Mexico conjures up many vivid and often contrasting images; from pristine Caribbean beaches to brazen kidnappings and violence; from the crowded streets of Mexico City to open, unspoilt desert landscapes. For the automotive industry, the country has attracted billions of dollars in investment even as many executives worry about cargo security.
But Mexico has a way of holding a mirror up to its visitors, reminding them not to let stereotypes overshadow reality. In a bar in Mexico City, a welcoming bartender served me a short glass of 1800 Añejo Tequila, accompanied by separate glasses of tomato and lime juice. “Sip, sip, sip,” he cautioned me, knowing immediately what most American or European visitors would have in mind.
That was the smallest of inverted expectations. Although there are issues ranging from capacity to theft, the sophistication of the supply chain here reminds you quickly why so many manufacturers have come to Mexico. There are top-notch logistics providers, a well-functioning intermodal market and processes that are global benchmarks, including for Nissan.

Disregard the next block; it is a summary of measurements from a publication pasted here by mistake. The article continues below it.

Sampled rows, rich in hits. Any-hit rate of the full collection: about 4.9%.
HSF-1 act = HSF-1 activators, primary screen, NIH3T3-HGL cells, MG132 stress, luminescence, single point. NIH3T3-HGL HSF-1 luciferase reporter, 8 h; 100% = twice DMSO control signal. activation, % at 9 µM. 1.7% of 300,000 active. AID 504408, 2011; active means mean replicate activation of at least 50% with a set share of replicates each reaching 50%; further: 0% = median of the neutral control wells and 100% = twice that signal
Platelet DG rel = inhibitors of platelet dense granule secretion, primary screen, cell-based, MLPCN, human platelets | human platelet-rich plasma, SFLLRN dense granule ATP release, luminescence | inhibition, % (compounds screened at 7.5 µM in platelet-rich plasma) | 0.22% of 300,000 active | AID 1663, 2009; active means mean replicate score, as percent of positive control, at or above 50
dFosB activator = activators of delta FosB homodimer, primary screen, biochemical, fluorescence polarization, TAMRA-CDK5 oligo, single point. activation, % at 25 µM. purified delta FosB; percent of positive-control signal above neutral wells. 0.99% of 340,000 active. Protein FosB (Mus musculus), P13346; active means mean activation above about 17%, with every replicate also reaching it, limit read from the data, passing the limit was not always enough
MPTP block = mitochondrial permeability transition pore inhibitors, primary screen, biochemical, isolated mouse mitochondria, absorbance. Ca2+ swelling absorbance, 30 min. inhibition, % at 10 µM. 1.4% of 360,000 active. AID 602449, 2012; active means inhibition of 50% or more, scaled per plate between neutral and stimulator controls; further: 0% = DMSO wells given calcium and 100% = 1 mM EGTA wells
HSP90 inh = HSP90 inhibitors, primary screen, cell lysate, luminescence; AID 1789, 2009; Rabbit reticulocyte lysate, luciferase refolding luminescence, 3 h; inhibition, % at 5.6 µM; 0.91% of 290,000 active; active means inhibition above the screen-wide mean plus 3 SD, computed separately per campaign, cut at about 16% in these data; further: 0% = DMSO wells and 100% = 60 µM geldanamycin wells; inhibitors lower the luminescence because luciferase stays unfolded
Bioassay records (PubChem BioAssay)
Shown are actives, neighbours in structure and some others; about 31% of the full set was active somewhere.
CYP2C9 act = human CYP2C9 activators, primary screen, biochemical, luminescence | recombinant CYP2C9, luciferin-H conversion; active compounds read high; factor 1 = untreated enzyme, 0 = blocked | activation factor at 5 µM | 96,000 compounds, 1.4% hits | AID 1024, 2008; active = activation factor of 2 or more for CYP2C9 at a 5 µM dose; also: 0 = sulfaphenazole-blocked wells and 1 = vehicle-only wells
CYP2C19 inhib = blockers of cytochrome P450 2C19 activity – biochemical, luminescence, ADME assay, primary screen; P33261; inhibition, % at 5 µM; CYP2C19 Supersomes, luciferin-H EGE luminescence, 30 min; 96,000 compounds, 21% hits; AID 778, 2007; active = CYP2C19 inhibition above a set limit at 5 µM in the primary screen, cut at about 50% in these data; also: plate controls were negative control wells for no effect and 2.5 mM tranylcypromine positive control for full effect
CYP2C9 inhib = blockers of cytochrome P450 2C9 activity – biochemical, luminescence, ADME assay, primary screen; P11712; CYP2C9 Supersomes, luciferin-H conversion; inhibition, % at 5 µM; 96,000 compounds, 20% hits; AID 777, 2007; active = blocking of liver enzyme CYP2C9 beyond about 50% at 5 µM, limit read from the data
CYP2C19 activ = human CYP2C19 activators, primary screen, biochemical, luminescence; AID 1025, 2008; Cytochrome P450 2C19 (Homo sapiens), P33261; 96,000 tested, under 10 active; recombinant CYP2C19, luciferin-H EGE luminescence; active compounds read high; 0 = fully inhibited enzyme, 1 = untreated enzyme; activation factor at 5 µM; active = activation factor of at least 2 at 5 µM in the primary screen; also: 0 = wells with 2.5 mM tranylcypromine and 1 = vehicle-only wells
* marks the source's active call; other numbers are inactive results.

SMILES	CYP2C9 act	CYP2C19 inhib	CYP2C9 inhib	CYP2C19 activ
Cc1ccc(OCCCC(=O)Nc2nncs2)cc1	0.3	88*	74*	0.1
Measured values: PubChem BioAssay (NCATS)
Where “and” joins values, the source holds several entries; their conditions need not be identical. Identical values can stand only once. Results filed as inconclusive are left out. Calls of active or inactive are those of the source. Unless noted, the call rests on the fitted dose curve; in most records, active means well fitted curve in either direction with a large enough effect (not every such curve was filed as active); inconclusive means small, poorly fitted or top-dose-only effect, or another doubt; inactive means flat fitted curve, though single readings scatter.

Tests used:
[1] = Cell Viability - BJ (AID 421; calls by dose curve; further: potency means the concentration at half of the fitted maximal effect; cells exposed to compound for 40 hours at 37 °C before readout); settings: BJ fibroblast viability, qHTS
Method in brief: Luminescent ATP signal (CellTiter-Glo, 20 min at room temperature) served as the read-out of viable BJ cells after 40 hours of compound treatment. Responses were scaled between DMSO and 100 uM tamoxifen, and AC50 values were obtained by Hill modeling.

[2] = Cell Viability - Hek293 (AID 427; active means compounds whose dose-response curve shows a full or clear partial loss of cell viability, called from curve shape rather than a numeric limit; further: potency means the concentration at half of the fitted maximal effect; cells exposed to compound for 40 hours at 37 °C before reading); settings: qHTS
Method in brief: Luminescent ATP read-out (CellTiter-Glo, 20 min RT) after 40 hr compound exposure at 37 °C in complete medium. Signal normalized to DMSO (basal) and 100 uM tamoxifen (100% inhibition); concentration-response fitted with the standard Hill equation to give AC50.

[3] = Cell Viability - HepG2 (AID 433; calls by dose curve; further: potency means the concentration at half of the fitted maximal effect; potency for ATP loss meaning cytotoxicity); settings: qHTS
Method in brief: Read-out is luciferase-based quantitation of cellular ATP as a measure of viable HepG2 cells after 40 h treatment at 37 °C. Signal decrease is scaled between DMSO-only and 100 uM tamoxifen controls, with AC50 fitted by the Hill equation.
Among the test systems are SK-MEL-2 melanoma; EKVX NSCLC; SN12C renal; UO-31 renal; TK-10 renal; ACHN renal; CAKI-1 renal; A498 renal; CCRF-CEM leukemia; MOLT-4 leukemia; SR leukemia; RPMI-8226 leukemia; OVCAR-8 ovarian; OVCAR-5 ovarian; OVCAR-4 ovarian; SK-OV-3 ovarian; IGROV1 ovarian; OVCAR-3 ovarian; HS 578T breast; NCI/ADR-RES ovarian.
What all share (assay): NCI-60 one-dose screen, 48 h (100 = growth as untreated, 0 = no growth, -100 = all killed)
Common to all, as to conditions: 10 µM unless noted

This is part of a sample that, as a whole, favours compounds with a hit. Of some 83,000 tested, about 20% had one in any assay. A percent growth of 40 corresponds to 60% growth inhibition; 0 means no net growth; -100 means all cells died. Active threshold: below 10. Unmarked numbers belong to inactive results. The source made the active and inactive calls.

One local summed it up: “If you want to look for the bad in Mexico, you will find even worse than you expected, but if you’re open minded, you will see amazing things.”
Over the past months we have ignored the bartender’s advice and drunk deeply from Mexico, with in-depth reports looking across the supply chain and inbound logistics and for finished vehicle logistics as well. In total we have some nine features either dedicated to or relevant to Mexico that have been posted recently, and that is before the recent announcement that Mercedes-Benz and Infiniti will build vehicles together in Mexico. We uncover a market facing pains familiar to other emerging countries, but one which is also closely linked in its supply chain and engineering to the US and, increasingly, other regions thanks to the litany of global products that it builds. [sam_ad id=6 codes='true']
True to our aim of reflecting the sector’s global range, you can have more than a shot of tequila from our recent story menu. Try a mix of a British and Chinese premium supply chain with our profile of the Chery Jaguar Land Rover operations. A sturdy helping of German efficiency is available with a global lean warehousing initiative at Robert Bosch. Real connoisseurs may be interested in a French vintage company attracting Russian investment, with an interview with Gefco chairman, Luc Nadal. Finally, though the harvest may be difficult this year, Thailand’s promise is still heady and strong.
Remember, as well as keeping an open mind, please drink and read responsibly.